Imagine an infection that made you enthusiastically seek out the presence of grizzly bears, essentially offering yourself up as a tasty snack. Sounds ridiculous or even impossible, right? Oddly enough, it is entirely plausible. The parasite Toxoplasma gondii - a mere single-celled organism - is able to manipulate the brain responses of rodents to the odour of cat urine. The usual fear response is replaced by sexual attraction, so causing individuals to actively seek out areas where they are likely to run into their predators. Toxoplasma gondii requires the feline digestive system in order to sexually reproduce, so by modifying the rodent’s behaviour to cause it to spend more time around cats, it increases the likelihood of the individual ending up exactly where they need it to be - in its stomach.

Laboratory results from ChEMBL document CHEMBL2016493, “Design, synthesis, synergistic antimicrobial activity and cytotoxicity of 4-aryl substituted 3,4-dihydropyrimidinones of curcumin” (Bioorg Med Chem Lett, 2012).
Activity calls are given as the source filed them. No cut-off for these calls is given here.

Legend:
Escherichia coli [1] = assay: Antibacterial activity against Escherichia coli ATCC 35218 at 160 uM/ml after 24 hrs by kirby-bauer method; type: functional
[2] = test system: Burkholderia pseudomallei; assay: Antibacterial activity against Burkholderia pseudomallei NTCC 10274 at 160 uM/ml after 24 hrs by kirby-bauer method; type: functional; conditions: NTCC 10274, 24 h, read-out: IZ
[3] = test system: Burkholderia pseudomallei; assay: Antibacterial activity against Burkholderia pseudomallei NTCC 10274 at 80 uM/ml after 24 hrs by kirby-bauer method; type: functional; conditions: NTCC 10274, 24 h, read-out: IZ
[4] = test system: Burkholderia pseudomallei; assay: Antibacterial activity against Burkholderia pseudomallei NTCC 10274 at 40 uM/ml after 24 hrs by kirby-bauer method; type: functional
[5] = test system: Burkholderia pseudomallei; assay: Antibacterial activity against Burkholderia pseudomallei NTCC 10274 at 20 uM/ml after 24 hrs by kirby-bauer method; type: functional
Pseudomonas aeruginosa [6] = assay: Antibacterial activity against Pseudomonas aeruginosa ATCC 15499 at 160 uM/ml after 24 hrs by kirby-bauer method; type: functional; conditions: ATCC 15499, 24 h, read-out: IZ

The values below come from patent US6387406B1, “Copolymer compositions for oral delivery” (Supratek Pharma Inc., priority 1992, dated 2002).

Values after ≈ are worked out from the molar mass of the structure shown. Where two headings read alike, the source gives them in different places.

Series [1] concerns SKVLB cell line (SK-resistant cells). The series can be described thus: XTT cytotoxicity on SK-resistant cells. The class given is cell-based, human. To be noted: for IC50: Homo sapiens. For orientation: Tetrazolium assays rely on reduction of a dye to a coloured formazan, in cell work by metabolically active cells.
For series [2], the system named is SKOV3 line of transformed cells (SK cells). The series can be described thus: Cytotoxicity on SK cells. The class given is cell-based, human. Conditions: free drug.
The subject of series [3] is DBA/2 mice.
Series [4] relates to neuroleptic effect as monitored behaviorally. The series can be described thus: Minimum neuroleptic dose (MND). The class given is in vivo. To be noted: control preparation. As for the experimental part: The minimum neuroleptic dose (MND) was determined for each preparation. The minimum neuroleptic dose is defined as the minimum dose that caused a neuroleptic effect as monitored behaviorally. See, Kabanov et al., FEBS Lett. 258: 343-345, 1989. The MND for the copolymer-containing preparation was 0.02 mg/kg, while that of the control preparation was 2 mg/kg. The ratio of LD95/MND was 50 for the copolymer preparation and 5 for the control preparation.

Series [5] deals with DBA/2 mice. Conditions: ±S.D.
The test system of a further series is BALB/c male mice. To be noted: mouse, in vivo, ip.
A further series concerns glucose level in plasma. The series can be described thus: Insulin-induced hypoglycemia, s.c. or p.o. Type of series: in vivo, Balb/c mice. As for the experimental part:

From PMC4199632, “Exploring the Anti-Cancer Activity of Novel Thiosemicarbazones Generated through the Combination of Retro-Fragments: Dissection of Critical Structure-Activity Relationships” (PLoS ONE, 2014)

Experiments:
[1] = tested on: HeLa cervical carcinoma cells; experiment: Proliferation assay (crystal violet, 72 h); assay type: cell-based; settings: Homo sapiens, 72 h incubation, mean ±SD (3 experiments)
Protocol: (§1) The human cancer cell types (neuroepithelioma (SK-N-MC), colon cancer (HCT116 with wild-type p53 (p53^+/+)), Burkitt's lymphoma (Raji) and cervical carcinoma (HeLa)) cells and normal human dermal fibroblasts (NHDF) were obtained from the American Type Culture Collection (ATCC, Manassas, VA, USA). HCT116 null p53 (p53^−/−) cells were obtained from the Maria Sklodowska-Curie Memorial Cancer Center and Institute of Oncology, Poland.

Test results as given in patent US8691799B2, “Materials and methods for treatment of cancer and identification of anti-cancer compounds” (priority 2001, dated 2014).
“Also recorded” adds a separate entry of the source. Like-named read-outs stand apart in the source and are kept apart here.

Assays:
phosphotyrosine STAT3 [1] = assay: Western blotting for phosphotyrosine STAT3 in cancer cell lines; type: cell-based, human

Ref: House, Vyas & Sapolsky (2011) Predator Cat Odors Activate Sexual Arousal Pathways in Brains of Toxoplasma gondii Infected Rats. PLoS ONE 6(8): e23277.